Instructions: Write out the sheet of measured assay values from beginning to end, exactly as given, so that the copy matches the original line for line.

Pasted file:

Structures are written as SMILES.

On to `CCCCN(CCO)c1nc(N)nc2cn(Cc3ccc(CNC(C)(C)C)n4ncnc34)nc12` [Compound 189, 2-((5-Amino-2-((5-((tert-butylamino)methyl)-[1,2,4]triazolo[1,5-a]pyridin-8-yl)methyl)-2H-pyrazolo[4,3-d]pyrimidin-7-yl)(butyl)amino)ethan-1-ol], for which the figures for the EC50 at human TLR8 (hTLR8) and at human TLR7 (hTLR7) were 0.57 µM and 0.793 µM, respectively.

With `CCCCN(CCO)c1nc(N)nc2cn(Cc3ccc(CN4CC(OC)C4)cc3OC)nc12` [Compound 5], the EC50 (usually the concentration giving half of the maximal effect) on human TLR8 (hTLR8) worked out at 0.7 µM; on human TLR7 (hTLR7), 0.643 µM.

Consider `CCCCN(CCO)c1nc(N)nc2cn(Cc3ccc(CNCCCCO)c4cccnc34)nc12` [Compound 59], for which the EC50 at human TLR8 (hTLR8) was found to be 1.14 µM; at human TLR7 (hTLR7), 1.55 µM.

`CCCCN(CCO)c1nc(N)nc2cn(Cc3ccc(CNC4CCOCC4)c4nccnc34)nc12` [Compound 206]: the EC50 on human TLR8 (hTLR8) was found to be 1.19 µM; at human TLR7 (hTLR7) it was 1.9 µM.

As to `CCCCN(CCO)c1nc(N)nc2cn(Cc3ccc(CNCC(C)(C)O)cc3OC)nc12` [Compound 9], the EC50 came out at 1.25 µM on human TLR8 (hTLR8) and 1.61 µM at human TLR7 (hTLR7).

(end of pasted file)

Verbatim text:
Structures are written as SMILES.

On to `CCCCN(CCO)c1nc(N)nc2cn(Cc3ccc(CNC(C)(C)C)n4ncnc34)nc12` [Compound 189, 2-((5-Amino-2-((5-((tert-butylamino)methyl)-[1,2,4]triazolo[1,5-a]pyridin-8-yl)methyl)-2H-pyrazolo[4,3-d]pyrimidin-7-yl)(butyl)amino)ethan-1-ol], for which the figures for the EC50 at human TLR8 (hTLR8) and at human TLR7 (hTLR7) were 0.57 µM and 0.793 µM, respectively.

With `CCCCN(CCO)c1nc(N)nc2cn(Cc3ccc(CN4CC(OC)C4)cc3OC)nc12` [Compound 5], the EC50 (usually the concentration giving half of the maximal effect) on human TLR8 (hTLR8) worked out at 0.7 µM; on human TLR7 (hTLR7), 0.643 µM.

Consider `CCCCN(CCO)c1nc(N)nc2cn(Cc3ccc(CNCCCCO)c4cccnc34)nc12` [Compound 59], for which the EC50 at human TLR8 (hTLR8) was found to be 1.14 µM; at human TLR7 (hTLR7), 1.55 µM.

`CCCCN(CCO)c1nc(N)nc2cn(Cc3ccc(CNC4CCOCC4)c4nccnc34)nc12` [Compound 206]: the EC50 on human TLR8 (hTLR8) was found to be 1.19 µM; at human TLR7 (hTLR7) it was 1.9 µM.

As to `CCCCN(CCO)c1nc(N)nc2cn(Cc3ccc(CNCC(C)(C)O)cc3OC)nc12` [Compound 9], the EC50 came out at 1.25 µM on human TLR8 (hTLR8) and 1.61 µM at human TLR7 (hTLR7).